Clouzot's "The Wages of Fear": (disturbing): is a film of the type that is dangerous. In many ways a brilliant film, and probably the most gripping I have seen. It Is nevertheless deceiving. We have a picture of human nature carefully prepared by the director in the early sequences—filthy dogs making false love in the drink-sodden and smoky atmosphere of a dirty and depressing town. But later during the truck ride the climaxes which should have added significance to the early sequences are thwarted by the directors desire to get the most suspense possible out of the moments. All the director has done is to present an unpleasant view of human life by piling squalid detail upon squalid detail. Brilliant technique may deceive some, but the few fatal lapses revealed that that director really had no deep feeling for human nature—whether pleasant or unpleasant. Are other directors going to deceive future audiences in the same way?
John Huston's "Beat The Devil": (disturbing and reassuring). John Huston has made a name for himself as a producer of "tough" films. But "Beat the Devil"—a holiday film and a parody—shows that Huston knows that such films are made up of key tricks and devices and this film is Huston's declaration that he will not be mastered by such tricks and cliches. Huston's is a fresh talent, and after seeing "Beat the Devil" we may be reassured that he has not settled into an artistic groove. But the slap-dash method of his narrative and the lack of control shown in this film and also In "Moulin Rouge" Is disturbing. In his future films are we to miss the terseness and concise construction of "The Maltese Falcon" and "The Asphalt Jungle"? Let "Moby Dick" give us the verdict.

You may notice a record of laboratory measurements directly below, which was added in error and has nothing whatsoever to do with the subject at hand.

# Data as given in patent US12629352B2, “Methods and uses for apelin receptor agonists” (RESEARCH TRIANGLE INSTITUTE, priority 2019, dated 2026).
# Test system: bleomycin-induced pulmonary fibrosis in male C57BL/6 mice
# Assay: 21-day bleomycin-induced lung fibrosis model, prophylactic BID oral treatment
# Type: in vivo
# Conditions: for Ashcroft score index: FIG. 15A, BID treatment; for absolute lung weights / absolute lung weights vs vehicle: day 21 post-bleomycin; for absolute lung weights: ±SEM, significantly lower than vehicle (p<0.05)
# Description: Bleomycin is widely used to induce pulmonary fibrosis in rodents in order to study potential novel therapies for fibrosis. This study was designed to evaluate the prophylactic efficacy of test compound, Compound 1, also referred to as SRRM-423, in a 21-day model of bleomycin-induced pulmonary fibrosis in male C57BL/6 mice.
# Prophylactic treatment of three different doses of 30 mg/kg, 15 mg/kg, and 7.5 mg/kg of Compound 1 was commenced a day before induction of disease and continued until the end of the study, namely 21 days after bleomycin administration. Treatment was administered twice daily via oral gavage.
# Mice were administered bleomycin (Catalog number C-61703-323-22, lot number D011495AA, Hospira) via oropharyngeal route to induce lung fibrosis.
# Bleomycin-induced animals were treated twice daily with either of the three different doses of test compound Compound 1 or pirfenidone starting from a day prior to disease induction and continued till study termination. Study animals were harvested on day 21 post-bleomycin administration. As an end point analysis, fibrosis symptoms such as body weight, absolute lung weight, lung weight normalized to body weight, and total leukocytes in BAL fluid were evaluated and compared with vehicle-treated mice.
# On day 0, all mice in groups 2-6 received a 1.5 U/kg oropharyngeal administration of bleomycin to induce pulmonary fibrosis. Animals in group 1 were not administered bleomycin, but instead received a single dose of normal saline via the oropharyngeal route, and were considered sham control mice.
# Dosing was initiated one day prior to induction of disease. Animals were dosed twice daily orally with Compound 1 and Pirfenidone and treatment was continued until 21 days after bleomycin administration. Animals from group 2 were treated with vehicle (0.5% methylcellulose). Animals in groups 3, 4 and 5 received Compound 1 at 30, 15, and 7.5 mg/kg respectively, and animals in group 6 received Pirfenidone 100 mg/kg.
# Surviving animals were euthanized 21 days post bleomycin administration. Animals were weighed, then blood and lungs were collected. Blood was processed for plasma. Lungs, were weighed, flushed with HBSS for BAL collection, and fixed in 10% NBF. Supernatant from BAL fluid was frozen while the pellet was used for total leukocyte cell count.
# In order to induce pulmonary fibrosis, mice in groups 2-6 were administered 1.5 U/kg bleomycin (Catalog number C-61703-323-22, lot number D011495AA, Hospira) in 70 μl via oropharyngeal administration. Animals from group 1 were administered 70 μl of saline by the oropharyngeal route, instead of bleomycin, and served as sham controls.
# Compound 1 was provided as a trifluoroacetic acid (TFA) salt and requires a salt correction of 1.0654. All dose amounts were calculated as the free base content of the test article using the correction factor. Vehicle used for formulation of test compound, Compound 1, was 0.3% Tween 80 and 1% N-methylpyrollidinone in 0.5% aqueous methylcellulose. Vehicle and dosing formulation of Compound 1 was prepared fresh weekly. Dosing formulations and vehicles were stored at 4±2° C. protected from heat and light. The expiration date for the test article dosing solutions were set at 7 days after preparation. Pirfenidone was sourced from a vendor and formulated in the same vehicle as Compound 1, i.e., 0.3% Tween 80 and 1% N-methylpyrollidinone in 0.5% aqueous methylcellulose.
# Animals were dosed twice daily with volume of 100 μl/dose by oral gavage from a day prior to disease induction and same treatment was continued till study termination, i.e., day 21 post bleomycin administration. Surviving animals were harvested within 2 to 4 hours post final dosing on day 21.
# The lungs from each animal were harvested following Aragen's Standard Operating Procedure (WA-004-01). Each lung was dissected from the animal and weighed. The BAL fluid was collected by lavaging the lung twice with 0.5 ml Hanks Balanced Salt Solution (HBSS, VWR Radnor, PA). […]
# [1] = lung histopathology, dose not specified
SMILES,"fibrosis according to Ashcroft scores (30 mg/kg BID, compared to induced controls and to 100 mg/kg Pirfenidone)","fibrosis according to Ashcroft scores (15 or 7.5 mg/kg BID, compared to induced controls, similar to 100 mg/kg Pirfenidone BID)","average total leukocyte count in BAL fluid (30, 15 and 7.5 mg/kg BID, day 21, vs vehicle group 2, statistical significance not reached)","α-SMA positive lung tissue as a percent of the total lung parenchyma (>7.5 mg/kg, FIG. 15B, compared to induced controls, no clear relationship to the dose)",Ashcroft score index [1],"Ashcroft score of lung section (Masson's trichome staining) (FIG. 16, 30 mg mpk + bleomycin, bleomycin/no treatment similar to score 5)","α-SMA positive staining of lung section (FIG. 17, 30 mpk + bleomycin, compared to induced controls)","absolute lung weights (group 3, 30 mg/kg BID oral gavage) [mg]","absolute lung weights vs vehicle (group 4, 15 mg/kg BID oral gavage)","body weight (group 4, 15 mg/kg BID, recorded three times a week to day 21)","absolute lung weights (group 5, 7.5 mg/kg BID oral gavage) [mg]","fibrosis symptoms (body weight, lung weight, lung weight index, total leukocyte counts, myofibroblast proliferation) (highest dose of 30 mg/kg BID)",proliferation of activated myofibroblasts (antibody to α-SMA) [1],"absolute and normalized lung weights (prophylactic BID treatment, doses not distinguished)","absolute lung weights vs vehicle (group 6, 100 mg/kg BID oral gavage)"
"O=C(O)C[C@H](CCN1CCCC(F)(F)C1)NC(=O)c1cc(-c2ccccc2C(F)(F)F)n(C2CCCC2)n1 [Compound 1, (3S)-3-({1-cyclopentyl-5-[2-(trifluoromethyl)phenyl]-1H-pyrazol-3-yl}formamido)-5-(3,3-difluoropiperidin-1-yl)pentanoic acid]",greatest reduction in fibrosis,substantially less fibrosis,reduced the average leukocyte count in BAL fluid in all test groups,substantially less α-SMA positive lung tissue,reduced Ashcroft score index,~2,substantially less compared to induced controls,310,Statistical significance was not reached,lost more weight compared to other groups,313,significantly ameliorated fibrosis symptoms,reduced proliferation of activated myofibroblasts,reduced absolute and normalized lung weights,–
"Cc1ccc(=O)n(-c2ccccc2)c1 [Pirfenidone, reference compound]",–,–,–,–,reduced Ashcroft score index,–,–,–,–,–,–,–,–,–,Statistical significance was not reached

Sir Carol Reed's "The Man Between" (disturbing): is alas as unlike "Beat The Devil" as it is similar to "The Third Man." Following the old theme, began in "Odd Man Out." of the outcast in society "The Man Between" shows how hampered Reed is by a weak script. This time the director was forced to impose a strong technique to make the film entertaining. Tricks became obvious tricks, and the details pointing to atmosphere became obvious details pointing to obviously cinematic atmosphere. The characters and situations consequently became larger than life and the finale forced and theatrical. "The Man Between" was just a poor shadow of "The Third Man" and most of us feared that Reed was becoming stagnant all washed up. Where would he turn next? Had his talent dried up or would he have the courage to try new fields of expression? Apparently Reed does not lack courage. He has just recently finished "A Kid for Two Farthings," a story of East End children. It is a fantasy; and fantasy needs different treatment from the melodrama of "The Third Man" and "Odd Man Out."